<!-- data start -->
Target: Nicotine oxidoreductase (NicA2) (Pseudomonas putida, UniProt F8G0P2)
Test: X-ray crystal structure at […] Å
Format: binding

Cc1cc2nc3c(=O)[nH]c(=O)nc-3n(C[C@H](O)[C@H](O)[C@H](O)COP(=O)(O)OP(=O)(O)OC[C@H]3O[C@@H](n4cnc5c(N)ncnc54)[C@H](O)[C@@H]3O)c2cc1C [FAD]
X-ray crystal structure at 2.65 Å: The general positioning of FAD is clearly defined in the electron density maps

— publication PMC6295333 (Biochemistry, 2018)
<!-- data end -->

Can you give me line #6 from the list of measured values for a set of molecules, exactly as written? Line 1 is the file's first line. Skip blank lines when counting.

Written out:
— publication PMC6295333 (Biochemistry, 2018)